I’ve always marveled at the lengths some critics (and moviegoers in general) will go to in order to prove that they’ve ‘got’ something, so that they can lord it over the unwashed masses who are ‘too thick’ to work a film out.

Now I’ve never considered myself one of those types, which is why I’m happy to go on the record and say I’m still not sure I actually understood The Shelter.

That’s not to say I didn’t enjoy it (I did) and I didn’t admire it as a piece of cinema (I did), but did I get my head around all of it? Nope.

Sure, I’ve got my theories, and the fact I’m still thinking about it days later is a major plus point – and I don’t really want to go into the ins and outs of my ideas for fearing of spoiling the film’s many surprises.

So here’s a brief synopsis – we get introduced to Thomas (a stunning Michael Pare), a down-on-his-luck homeless guy, still reeling from the loss of his wife.

Thomas wanders the streets, popping into a bar every now and again to drown his sorrows after picking up money (by fair means or foul – mostly foul).

Anyways, while wandering the streets Thomas comes across a welcoming home – welcoming in the fact that it appears well-lit and well decked-out, but nobody appears to be home, even though the door is open.

Grasping this unexpected advantage, he decides to have a poke around the house, coming across a room upstairs that is locked and marked ‘8’, along with photo frames that contain no photos.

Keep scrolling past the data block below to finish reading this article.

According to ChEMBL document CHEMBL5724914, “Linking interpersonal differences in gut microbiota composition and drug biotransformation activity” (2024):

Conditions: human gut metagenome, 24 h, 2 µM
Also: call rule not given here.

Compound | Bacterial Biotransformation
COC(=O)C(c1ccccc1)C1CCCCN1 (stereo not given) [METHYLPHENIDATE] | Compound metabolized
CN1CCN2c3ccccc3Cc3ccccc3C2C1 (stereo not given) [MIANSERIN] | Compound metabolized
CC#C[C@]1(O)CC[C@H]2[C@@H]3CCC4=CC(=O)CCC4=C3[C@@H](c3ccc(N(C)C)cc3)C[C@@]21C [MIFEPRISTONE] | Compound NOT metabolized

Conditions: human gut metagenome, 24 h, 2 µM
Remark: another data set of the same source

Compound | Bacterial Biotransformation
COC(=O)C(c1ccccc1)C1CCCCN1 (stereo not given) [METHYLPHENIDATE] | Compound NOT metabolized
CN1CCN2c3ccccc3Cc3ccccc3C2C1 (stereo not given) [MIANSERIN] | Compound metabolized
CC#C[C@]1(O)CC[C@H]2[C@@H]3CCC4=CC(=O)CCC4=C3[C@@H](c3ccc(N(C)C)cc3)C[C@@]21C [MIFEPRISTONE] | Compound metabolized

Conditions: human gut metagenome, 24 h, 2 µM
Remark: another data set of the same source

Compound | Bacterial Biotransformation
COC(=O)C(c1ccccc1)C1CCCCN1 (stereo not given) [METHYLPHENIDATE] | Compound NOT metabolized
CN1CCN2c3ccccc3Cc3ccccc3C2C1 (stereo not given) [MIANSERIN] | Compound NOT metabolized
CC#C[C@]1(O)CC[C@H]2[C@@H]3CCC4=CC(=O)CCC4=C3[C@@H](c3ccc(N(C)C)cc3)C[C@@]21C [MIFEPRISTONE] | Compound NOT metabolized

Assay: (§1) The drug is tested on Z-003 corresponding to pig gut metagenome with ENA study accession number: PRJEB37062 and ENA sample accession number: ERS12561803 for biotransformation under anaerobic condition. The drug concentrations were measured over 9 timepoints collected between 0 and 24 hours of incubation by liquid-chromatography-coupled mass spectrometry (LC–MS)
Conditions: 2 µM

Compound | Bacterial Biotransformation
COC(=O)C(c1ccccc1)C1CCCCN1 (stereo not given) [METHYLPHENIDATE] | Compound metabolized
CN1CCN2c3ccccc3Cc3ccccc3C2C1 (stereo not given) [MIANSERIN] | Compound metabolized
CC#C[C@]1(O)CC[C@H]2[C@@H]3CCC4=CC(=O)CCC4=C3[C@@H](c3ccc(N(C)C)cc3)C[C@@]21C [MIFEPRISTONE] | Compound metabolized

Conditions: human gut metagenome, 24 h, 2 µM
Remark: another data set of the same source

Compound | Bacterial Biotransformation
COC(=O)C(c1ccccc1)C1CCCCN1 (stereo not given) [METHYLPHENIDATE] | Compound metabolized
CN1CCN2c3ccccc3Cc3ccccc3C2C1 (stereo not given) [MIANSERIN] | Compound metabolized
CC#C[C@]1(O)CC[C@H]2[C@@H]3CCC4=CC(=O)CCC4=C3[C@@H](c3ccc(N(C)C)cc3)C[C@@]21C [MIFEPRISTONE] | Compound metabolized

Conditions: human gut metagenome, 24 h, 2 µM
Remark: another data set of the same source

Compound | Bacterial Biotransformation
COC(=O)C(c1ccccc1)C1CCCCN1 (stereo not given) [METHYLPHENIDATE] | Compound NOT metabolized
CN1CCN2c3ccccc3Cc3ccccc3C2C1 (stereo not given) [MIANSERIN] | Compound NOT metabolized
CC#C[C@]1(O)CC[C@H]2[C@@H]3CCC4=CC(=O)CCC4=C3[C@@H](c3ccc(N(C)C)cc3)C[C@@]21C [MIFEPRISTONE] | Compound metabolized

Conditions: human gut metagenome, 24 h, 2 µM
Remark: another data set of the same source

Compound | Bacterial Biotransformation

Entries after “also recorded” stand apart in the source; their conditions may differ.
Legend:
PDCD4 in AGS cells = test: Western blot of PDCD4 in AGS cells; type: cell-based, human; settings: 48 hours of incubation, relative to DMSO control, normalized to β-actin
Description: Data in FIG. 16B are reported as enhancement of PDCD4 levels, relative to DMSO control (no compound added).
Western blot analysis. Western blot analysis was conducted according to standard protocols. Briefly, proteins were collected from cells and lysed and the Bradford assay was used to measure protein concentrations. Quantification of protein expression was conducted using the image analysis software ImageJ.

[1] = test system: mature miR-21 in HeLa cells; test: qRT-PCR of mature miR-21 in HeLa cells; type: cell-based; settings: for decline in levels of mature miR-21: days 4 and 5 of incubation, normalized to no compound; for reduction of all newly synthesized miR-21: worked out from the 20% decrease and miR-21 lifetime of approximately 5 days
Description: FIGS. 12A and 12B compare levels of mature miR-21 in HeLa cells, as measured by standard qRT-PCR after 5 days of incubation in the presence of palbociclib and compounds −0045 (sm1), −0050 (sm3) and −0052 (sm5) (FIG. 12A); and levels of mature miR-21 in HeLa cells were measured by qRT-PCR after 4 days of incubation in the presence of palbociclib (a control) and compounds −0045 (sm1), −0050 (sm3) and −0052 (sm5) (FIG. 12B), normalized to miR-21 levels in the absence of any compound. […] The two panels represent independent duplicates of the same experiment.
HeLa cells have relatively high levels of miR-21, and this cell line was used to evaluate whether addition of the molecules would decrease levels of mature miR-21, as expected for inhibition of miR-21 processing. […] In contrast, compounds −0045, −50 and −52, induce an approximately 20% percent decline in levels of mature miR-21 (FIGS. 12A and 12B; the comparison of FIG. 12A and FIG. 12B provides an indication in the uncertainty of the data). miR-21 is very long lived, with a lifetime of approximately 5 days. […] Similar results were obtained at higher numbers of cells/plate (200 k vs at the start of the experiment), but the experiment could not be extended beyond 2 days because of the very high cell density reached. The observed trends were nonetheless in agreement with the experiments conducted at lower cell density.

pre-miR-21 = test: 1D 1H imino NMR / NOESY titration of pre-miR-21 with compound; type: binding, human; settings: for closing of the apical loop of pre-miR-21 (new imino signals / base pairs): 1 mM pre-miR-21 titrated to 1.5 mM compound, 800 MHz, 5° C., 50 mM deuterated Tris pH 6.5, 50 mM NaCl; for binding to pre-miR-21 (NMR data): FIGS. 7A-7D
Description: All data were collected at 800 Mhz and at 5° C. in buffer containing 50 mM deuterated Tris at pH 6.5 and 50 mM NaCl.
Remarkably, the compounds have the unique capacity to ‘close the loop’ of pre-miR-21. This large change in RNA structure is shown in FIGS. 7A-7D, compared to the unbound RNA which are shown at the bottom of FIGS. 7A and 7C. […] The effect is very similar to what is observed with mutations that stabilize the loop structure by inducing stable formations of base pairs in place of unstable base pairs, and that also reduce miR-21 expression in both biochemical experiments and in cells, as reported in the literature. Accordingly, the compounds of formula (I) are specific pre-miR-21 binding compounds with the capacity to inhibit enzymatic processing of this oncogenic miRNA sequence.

But the fridge is stocked, and the water runs hot, so Thomas reckons a chicken dinner and a warm bath is on the cards.

All seems well, but when he tries to leave, the house doesn’t seem to want to let him go…..

The Shelter is filmed very episodically, with the action jumping from time period to time period constantly.

Director John Fallon keeps the audience on their toes, as well as off balance, with a series of scenes that practically force the viewer to pay attention.

From what appears a simple opening the film opens up into musings on life, love, loss, suffering and redemption.

There are a lot of religious references, as well as dreamy sequences bathed in light, where we are not quite sure whether to believe what we are seeing, or if it is merely a product of Thomas’ mind.

But Pare’s Thomas – a haunting, stripped down performance, keeps you intrigued, and the various clues Fallon drops along the way certainly work in ramping up the interest.

In many ways The Shelter reminds me of something like Jacob’s Ladder, another film that required work on the part of the audience – in a good way.

I’m giving Fallon’s film the thumbs-up, as the questions it posed certainly had me hooked – I’m just not sure I have the answers.

Frightfest London review: The Shelter
3.5Overall Score
Reader Rating: (1 Vote)

About The Author

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Simon is a journalism tutor in London, who also just happens to be a movie fanatic, with a craving for the darker side of cinema. He has written three books - on the horror films of director Bob Clark (2014), the history of the character Norman Bates (2015) and the work of British exploitation director Pete Walker (2017). He is currently working with director Richard Loncraine to explore all avenues in a bid to orchestrate the re-release of 1978 Mia Farrow chiller Full Circle